There was one Nashville Warbler at the succulent garden in the very
west of Strybing Arboretum. It was working on the red blooming plants,
together with an orange-crowned Warbler.
Compared to the mysterious Nashville/Tennesse Warbler at hippie hill
this one looked very different to me. More stubby, with a bigger head
and it was streching it`s neck forward to get to the blooms. I don't
want to start this discussion again but i would support the assumption
that there might have been two different warblers. The one i saw
didn't show any gray on it's head, so that i already had some doubt if
we were talking about the same bird here, but as i met another guy
waiting for the oriole there he told me that this would be the warbler
everybody is talking about. Anyway, i don't feel capable to give a
judgement, but would be interested in the final result of this discussion.
Additionally there were 4 California Quail (3fem., 1 male). Another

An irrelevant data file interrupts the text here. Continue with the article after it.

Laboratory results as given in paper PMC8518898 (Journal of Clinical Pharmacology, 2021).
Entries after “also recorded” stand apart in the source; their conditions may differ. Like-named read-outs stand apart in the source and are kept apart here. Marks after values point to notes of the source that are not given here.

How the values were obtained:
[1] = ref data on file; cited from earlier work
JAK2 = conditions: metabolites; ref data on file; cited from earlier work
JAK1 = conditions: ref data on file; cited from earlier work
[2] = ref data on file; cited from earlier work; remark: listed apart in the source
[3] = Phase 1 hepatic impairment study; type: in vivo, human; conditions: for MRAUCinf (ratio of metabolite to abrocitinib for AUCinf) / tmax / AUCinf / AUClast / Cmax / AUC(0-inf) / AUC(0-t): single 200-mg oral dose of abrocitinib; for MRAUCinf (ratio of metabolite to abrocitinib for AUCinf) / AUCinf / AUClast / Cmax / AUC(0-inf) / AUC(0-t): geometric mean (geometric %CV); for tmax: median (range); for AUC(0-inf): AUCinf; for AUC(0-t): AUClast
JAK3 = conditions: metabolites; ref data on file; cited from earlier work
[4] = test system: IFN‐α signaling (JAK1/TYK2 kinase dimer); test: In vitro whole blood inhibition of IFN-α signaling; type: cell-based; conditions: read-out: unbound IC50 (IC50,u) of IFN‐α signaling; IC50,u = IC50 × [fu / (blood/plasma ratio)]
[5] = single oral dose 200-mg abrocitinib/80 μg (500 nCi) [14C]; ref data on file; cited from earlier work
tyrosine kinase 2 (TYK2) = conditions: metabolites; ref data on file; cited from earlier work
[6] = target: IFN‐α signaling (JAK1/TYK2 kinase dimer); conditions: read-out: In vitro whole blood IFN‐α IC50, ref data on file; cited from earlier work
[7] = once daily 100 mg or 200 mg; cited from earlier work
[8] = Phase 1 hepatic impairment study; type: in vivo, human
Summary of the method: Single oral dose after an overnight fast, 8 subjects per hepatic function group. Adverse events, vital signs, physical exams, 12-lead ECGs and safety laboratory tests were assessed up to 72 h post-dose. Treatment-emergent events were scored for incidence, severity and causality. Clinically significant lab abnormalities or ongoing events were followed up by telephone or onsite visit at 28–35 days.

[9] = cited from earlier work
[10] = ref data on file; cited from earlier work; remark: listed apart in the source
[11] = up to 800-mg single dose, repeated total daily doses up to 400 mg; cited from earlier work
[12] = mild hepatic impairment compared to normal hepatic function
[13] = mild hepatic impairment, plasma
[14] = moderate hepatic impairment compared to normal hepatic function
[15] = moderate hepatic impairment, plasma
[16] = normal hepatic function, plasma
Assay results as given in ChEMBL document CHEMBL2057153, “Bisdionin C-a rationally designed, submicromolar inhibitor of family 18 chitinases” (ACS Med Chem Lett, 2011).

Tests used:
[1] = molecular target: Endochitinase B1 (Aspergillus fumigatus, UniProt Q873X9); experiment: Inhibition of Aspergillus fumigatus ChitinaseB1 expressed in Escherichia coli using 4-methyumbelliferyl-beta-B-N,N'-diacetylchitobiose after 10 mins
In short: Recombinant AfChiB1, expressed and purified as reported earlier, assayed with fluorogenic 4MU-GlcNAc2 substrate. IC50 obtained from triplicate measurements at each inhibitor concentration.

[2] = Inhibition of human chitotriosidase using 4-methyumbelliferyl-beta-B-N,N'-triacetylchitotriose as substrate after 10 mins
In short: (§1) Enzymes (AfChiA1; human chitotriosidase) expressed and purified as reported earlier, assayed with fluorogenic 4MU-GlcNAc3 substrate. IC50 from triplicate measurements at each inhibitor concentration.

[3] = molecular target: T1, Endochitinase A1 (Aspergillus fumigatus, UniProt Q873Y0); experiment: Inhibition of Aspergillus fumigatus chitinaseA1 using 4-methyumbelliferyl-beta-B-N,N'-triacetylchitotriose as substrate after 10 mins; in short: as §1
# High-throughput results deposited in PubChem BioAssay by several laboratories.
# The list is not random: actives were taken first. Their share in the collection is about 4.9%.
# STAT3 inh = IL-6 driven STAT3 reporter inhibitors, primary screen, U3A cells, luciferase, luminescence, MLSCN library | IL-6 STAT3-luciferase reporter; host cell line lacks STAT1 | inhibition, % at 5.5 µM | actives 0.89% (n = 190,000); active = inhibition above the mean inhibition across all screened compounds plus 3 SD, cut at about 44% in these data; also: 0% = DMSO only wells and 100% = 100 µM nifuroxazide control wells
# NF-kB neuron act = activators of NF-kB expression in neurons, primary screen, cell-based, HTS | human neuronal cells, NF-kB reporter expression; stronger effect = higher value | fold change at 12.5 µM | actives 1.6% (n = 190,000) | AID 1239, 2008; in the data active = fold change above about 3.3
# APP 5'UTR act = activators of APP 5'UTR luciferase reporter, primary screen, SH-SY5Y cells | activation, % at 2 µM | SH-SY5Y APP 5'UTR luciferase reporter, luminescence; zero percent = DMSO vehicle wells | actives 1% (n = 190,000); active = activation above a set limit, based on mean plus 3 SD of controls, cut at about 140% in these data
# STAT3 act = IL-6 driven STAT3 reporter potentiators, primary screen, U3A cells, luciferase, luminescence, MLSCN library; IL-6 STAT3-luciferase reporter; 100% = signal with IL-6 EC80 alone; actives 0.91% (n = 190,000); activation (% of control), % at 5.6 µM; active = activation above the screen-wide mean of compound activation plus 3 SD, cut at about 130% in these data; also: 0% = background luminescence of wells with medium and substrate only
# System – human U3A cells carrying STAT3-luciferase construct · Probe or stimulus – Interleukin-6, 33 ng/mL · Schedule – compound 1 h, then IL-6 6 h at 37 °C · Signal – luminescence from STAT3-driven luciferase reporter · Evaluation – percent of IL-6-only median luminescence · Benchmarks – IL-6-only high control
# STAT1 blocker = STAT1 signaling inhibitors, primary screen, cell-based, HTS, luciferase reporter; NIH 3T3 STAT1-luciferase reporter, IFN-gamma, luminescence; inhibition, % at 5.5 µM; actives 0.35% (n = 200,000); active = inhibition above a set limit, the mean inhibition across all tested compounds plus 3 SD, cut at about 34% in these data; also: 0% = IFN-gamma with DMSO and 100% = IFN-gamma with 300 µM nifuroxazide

orange-crowned Warbler was seen at the main entrance on wednesday.
Furthermore i observed an attck of an adult red-tailed hawk on a
red-shoulderd hawk. It didn't look like he just wanted to scare the
red-shouldered, because he missed him only by some inches and that
only because the red-shouldered jumped away in the last second. It
seemed as if their wings even touched each other. Afterwards the
red-tailed left, so that i wouldn't have made much sense if it was a
kind of protection of it's territory. Furthermore the attack was
totally quiet. Do red-tailed hawks catch other raptors? I know about
Northern Goshawks in europe that catch our most common buteo, which is
bigger than a red-shouldered hawk.